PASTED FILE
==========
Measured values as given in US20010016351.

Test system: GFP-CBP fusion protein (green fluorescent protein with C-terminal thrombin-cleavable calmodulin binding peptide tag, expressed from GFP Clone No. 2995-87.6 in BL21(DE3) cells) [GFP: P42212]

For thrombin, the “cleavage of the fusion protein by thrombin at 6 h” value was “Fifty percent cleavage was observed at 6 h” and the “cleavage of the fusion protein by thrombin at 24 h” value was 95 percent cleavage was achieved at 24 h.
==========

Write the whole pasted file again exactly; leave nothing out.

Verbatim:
Measured values as given in US20010016351.

Test system: GFP-CBP fusion protein (green fluorescent protein with C-terminal thrombin-cleavable calmodulin binding peptide tag, expressed from GFP Clone No. 2995-87.6 in BL21(DE3) cells) [GFP: P42212]

For thrombin, the “cleavage of the fusion protein by thrombin at 6 h” value was “Fifty percent cleavage was observed at 6 h” and the “cleavage of the fusion protein by thrombin at 24 h” value was 95 percent cleavage was achieved at 24 h.